While I was still a little girl, I was told a story of a snail. Since my memory of it is blurred, I will talk about it following the book on which it was probably based: 'The Sorrows of a Little Snail' by Niimi Nankichi. Suddenly one day, a snail became aware that the shell upon his back was stuffed full with sorrows and he went off to see his friend, saying he could no longer go on living and pouring out his tale of woe. But his snail friend said, 'You are not alone in that. The shell on my back, too, is filled full of sorrows'. The little snail went to another friend and then another friend and told them the same tale of woe, but from every friend the same reply came back. So the snail at last came to realize that everyone had his burden of sorrows to bear. 'It is not only me. I, too, must bear my own burden of sorrows'. The story ends when this snail decides to stop bemoaning his lot.

What age would I have been at that time? Since Mother and Grandfather, who was Mother's father, and my uncles and aunts read to me and told me tales up to about my second year in elementary school, I think I would have been between four and seven. At that age, I had not yet known anything you could call a great sorrow. For that reason no doubt, when I learnt that in the end the little snail had stopped bemoaning his lot, I simply thought 'Oh, good!' That was all. I gave no special thought to the whole matter.

But afterwards, time and again that story kept on coming back to mind : it would seem that the sorrows that filled the shell quite full, and the sudden awareness of this, and the anxiety that made the snail feel he could no longer go on living were all indelibly engraved on my memory. As I grew a little older, unlike my response to the first hearing, I could not simply conclude 'Oh, good!' and I even had at times some vague uneasy intimations that just to go on living was no easy thing. In spite of that, I certainly did not dislike this story.

The war broke out around the time I entered elementary school. This was in 1941. About the time I was promoted to Fouth Year, the war situation deteriorated and the school-children respectively sought the help of relations or joined school groups and were evacuated to the countryside. As for my family, my father and my elder brother stayed behind in Tokyo, while I and my younger sister and brother were taken by my mother to the seaside first and then to the mountains, moving from one house to another, and we greeted the end of the war at our third evacuation home.

Such repeated moves and changing schools, and so on, are stressful for a child. Not a few memories come back to me of finding myself at something of a loss during this evacuee-life period, trying to adapt to different surroundings, different customs, and different dialects. However, I, who had been rather delicate up till then, grew strong and healthy from living in the country. I did such things as raising silkworms and cutting grass for fertilizer, and incidentally, I even rose to the challenge of fulfilling the school assignment, which involved bringing in four kilograms each of leaves of wild geranium and meadow-rue, gathered and well dried for herbal use. To carry eight kilograms of dried plants by hand was too much for me. Mother tied the bundles on my back and then I carried them all the way to school. When there was no milk to be got, Mother kept a goat for my little brother, and it made me so happy that the chores of minding it and milking it were left to me.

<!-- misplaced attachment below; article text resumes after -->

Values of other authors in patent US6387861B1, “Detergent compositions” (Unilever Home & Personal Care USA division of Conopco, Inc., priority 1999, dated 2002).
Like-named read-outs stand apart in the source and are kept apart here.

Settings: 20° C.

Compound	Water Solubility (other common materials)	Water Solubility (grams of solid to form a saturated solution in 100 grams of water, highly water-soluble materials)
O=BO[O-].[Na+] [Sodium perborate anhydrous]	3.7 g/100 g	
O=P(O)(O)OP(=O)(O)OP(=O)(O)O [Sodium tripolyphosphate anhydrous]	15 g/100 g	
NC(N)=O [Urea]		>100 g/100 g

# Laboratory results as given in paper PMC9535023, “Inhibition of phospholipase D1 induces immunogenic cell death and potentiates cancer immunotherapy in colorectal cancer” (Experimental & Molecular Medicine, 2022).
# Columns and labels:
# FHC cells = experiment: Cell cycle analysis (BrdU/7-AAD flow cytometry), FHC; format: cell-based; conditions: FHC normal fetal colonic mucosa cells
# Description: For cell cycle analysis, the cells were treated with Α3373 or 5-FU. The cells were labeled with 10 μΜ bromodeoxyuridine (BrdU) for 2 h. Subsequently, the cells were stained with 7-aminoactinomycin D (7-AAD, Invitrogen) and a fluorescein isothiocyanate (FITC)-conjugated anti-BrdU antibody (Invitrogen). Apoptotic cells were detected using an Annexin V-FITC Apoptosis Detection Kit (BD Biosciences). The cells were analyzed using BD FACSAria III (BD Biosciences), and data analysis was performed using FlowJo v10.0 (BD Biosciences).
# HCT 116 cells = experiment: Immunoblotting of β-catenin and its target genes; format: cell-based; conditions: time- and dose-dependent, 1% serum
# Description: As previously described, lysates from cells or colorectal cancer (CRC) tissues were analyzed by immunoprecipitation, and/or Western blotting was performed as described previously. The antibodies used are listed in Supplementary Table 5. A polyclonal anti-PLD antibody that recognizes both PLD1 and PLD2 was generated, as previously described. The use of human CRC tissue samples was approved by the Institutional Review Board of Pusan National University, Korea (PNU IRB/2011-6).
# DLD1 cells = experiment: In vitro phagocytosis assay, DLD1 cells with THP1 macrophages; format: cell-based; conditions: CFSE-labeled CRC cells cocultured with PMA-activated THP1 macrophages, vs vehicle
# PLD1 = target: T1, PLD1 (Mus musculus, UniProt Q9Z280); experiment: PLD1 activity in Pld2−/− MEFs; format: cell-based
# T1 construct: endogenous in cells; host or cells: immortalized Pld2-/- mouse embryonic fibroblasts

At that time when, apart from school textbooks, there was so little reading matter to be had, what a happiness it was to get the books which Father, now and then, would bring from Tokyo ! Since I had so few volumes, I would read every bit of them and I prized them highly. There was one volume among them - I do not now recall the exact title - which was a book of Japanese myths and legends for children. Telling about the early ages at the dawn of Japanese history, all these tales are found in two books written down in the 8th Century, the 'Kojiki' and the 'Nihonshoki.' No doubt my book was a retelling of the tales, adapted for children.

Father is a man of few words, and I have never heard him tell, either then or later, what feelings prompted his choice of that particular book. But thinking on it now, I realize it was a truly fine gift, as the war ended shortly after that, and under the American Army Occupation, educational policies in Japan underwent sweeping changes, so that from then on myths and legends were totally eliminated from the teaching of history.

Was it because I was a child myself? - I read with absorbing interest, these tales of the childhood of our race. I think that the myths and legends of any one country, while they may not be accurate, factual history, symbolize the people of that country in a strange and wonderful way. When we add to this the world of folklore, we can perceive, albeit faintly, how the people of the different countries and regions responded to nature ; what was their view on life and death; what they valued; what they feared.

In the sense that it taught me how, aside from our individual families, the people have a common ancestry, the book of myths and legends that my father brought gave me a something very like a root. Sometimes a book can give a child the root of stability and security. Other times it seems a book gives wings to soar and fly just anywhere. However, the root which that book gave me then was only enough to enable me to dimly perceive where I belong. Later on, it would appear to be no more than the first stage in nurturing the greater root of self-definition.